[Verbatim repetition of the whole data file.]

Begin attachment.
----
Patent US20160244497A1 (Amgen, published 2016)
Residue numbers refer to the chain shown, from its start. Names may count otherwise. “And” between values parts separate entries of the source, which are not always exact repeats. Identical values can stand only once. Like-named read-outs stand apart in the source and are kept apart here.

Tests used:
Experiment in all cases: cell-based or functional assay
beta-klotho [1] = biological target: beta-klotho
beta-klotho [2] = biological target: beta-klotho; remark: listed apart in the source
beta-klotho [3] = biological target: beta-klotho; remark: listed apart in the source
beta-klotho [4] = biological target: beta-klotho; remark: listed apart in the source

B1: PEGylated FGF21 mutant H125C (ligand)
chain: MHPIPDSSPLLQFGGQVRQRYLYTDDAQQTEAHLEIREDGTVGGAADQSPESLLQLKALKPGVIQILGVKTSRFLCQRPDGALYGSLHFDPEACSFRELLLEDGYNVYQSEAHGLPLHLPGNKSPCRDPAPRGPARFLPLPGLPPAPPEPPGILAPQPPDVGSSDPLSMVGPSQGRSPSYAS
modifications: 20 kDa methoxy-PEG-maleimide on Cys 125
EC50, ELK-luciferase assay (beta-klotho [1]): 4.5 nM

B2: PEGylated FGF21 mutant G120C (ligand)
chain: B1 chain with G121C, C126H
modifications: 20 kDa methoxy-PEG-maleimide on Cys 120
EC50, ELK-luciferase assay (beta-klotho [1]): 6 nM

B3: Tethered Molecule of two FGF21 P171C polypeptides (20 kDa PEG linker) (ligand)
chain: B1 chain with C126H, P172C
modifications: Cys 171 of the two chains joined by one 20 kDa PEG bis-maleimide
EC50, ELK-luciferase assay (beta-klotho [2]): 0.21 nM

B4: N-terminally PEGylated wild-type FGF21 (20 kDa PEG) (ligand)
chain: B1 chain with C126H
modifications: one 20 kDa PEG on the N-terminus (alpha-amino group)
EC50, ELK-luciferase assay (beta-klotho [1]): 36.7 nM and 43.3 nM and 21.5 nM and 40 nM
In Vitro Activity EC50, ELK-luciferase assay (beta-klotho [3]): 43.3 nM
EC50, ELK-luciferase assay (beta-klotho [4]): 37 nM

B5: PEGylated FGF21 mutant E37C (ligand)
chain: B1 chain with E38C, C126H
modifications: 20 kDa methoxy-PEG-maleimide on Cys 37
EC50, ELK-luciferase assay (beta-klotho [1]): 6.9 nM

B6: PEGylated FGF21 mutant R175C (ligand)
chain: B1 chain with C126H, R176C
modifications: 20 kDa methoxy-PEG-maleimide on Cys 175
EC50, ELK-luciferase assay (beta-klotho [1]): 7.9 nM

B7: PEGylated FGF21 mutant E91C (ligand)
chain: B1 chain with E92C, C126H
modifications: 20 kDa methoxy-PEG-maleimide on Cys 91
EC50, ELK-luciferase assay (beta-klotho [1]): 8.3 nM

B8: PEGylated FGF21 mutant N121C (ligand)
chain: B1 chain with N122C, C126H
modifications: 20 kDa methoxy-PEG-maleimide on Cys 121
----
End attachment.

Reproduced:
Patent US20160244497A1 (Amgen, published 2016)
Residue numbers refer to the chain shown, from its start. Names may count otherwise. “And” between values parts separate entries of the source, which are not always exact repeats. Identical values can stand only once. Like-named read-outs stand apart in the source and are kept apart here.

Tests used:
Experiment in all cases: cell-based or functional assay
beta-klotho [1] = biological target: beta-klotho
beta-klotho [2] = biological target: beta-klotho; remark: listed apart in the source
beta-klotho [3] = biological target: beta-klotho; remark: listed apart in the source
beta-klotho [4] = biological target: beta-klotho; remark: listed apart in the source

B1: PEGylated FGF21 mutant H125C (ligand)
chain: MHPIPDSSPLLQFGGQVRQRYLYTDDAQQTEAHLEIREDGTVGGAADQSPESLLQLKALKPGVIQILGVKTSRFLCQRPDGALYGSLHFDPEACSFRELLLEDGYNVYQSEAHGLPLHLPGNKSPCRDPAPRGPARFLPLPGLPPAPPEPPGILAPQPPDVGSSDPLSMVGPSQGRSPSYAS
modifications: 20 kDa methoxy-PEG-maleimide on Cys 125
EC50, ELK-luciferase assay (beta-klotho [1]): 4.5 nM

B2: PEGylated FGF21 mutant G120C (ligand)
chain: B1 chain with G121C, C126H
modifications: 20 kDa methoxy-PEG-maleimide on Cys 120
EC50, ELK-luciferase assay (beta-klotho [1]): 6 nM

B3: Tethered Molecule of two FGF21 P171C polypeptides (20 kDa PEG linker) (ligand)
chain: B1 chain with C126H, P172C
modifications: Cys 171 of the two chains joined by one 20 kDa PEG bis-maleimide
EC50, ELK-luciferase assay (beta-klotho [2]): 0.21 nM

B4: N-terminally PEGylated wild-type FGF21 (20 kDa PEG) (ligand)
chain: B1 chain with C126H
modifications: one 20 kDa PEG on the N-terminus (alpha-amino group)
EC50, ELK-luciferase assay (beta-klotho [1]): 36.7 nM and 43.3 nM and 21.5 nM and 40 nM
In Vitro Activity EC50, ELK-luciferase assay (beta-klotho [3]): 43.3 nM
EC50, ELK-luciferase assay (beta-klotho [4]): 37 nM

B5: PEGylated FGF21 mutant E37C (ligand)
chain: B1 chain with E38C, C126H
modifications: 20 kDa methoxy-PEG-maleimide on Cys 37
EC50, ELK-luciferase assay (beta-klotho [1]): 6.9 nM

B6: PEGylated FGF21 mutant R175C (ligand)
chain: B1 chain with C126H, R176C
modifications: 20 kDa methoxy-PEG-maleimide on Cys 175
EC50, ELK-luciferase assay (beta-klotho [1]): 7.9 nM

B7: PEGylated FGF21 mutant E91C (ligand)
chain: B1 chain with E92C, C126H
modifications: 20 kDa methoxy-PEG-maleimide on Cys 91
EC50, ELK-luciferase assay (beta-klotho [1]): 8.3 nM

B8: PEGylated FGF21 mutant N121C (ligand)
chain: B1 chain with N122C, C126H
modifications: 20 kDa methoxy-PEG-maleimide on Cys 121